"-Not now dear, this is urgent." And with that, Hyacinth charged through the front door, her mind set.

Richard merely returned to his newspaper, and sighed.


"Which tie are you going to wear, dear?" They were standing in the hall, the afternoon light filtering through the leaded-light inset door panel, announcing that it was past time that Richard be going.

"I wasn't going to wear a tie. I'll be decorating."

"Tush, tush! I will not have you going outside looking like a workman."

"But I'm going to be doing workman's work..."

Hyacinth shook her head in exasperation. "Don't be ridiculous, Richard; you'll be doing no such thing. You will be engaged in an act of neighbourly benevolence - while making key investigations to aid the greater good."

A pause; Richard decided to stand his ground. "I still say I'll be brushing paste on walls, so-"

"-Do stop being pedantic, dear; it doesn't suit you. Now, I think the paisley will do nicely." She held the tie in question against his shirt. "Yes, that's the one." Hyacinth dangled it before him, and resignedly Richard knotted the proffered item about his collar; so much for standing his ground, then. He did, however, put on his coat and exit slightly too quickly for Hyacinth to attack him with the clothes brush on his way through the door. Ah, sweet rebellion. Or something like it.

Seconds later, Richard rang the bell to Elizabeth's house. She answered, wearing a floral housecoat and a relieved expression upon noticing that he was alone. "Do come in, Richard. It's very nice of you to help Emmet with the decorating, but you do know you really didn't have to."

Richard stepped inside with a wry smile. "Thanks, Liz. I'm not sure that's quite true, but I'm happy to be here for the day, anyway."

"Yes." The look that accompanied that word was kind; altogether too kind. Richard wasn't sure whether he enjoyed being the recipient of such sympathy. "Well, he's upstairs."

Richard ascended, and as he edged into the spare bedroom amid an obstacle-course of stacked furniture, paint pots and wallpapering tables, he was greeted by Emmet's broad smile. "A bit overdressed, aren't you?" Richard didn't answer; he just cast a meaningful glance in the direction of his own house. "Oh."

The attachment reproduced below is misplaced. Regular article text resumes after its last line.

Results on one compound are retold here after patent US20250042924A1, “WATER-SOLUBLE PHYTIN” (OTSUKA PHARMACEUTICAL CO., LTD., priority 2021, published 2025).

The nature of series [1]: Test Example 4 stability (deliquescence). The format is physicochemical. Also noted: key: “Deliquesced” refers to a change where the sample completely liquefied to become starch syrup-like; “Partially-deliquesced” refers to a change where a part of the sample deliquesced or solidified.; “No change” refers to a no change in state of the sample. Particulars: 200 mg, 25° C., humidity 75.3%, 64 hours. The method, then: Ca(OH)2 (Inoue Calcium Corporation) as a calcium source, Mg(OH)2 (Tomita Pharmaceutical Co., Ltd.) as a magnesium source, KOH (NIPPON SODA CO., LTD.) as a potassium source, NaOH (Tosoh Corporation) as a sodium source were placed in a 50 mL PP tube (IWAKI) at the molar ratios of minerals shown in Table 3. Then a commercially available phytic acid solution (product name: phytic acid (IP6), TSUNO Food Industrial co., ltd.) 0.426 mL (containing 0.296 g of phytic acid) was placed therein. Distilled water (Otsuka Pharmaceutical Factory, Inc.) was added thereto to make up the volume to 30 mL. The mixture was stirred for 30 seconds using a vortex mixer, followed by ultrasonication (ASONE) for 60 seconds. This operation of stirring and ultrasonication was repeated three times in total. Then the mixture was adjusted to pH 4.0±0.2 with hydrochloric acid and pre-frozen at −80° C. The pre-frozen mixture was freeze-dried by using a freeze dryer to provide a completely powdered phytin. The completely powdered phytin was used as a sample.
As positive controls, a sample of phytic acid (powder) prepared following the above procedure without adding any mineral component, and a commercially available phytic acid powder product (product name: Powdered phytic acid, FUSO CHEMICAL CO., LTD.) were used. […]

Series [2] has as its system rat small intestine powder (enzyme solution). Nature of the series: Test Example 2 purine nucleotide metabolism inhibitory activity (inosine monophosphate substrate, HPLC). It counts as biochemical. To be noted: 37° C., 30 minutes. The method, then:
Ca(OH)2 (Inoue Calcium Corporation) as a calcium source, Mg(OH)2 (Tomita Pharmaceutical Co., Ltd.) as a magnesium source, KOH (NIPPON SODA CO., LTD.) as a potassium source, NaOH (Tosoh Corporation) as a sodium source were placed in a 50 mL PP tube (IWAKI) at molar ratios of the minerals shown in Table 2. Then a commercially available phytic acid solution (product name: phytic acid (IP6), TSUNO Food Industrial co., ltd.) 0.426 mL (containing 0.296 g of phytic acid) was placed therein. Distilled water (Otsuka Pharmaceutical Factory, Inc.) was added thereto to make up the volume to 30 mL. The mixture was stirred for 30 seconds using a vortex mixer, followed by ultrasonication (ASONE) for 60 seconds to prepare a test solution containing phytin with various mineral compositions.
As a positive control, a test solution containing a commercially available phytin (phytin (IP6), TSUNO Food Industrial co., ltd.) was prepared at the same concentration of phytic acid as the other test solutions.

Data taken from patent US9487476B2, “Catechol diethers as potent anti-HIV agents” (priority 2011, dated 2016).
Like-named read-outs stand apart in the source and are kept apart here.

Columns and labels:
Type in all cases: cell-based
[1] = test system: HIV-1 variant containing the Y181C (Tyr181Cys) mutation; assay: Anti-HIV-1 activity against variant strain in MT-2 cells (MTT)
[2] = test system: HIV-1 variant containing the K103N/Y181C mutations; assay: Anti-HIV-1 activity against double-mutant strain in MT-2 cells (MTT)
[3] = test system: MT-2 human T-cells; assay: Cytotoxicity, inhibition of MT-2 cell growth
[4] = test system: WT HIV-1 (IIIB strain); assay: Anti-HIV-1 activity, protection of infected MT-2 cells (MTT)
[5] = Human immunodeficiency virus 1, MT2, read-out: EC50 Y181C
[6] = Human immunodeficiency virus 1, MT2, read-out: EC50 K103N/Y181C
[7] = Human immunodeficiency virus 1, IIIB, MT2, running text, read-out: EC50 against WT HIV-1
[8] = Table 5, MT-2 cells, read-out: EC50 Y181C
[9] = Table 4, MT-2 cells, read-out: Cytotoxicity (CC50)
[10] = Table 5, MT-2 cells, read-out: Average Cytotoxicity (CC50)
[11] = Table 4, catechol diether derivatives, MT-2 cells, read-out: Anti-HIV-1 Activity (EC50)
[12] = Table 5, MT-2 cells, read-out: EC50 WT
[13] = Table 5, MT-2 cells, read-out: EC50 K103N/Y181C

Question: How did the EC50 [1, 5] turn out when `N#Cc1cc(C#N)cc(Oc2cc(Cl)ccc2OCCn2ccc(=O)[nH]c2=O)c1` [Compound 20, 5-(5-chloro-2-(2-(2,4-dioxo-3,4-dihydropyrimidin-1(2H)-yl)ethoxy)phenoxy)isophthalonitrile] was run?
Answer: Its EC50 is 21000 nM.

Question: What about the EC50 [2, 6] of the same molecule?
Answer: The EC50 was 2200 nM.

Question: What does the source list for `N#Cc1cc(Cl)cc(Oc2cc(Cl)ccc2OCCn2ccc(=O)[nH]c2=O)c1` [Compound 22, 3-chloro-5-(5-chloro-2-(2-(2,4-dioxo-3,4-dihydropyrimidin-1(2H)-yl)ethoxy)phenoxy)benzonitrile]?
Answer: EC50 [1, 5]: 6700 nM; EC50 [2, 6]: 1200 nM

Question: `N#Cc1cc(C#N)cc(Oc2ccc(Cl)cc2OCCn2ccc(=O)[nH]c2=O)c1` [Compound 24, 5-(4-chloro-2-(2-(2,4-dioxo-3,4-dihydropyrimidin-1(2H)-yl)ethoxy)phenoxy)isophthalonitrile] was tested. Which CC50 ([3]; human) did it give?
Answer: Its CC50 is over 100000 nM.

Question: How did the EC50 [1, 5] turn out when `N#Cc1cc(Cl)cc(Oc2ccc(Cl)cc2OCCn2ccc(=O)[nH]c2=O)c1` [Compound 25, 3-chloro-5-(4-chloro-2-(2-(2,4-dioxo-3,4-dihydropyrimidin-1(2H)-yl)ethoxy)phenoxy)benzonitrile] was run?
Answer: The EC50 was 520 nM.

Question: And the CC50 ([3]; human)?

He nodded, and then proceeded to remove his jacket, tie and cufflinks. Sleeves could be rolled up, but there was nothing to be done for the fine wool trousers he had been forced to wear; he supposed he'd just have to be careful. "So, what are your thoughts?"

"Mmm?" Emmet had been watching him attentively, Richard was sure, but just then sounded as if he had been broken from a reverie. He almost sounded guilty. It was a little odd.

"The decorating. What's the plan? Where do you think we should start?"

"Oh, yes! The decorating." Emmet made some expansive gestures around the room, for all the world looking as if he had just noticed that he was surrounded by brushes and paint. "I think we should... um, start over there." He waved toward a bare corner and some pots. "Yes. Righty-ho, then."

Richard smiled. "Righty-ho then."

They worked together with aplomb and good cheer, Emmet doing the higher bits because he was taller, and Richard doing the fiddly bits because he'd had more practice. He found it pretty therapeutic, actually: brushing and rolling, the conversation flowing as easily as paint from the can. Richard liked Emmet very much; he always had. It was comfortable, companionable - and for a few minutes at a time he was almost able to forget the fact that sooner or later he'd have to go home to a litany of orders and a rather cold double bed.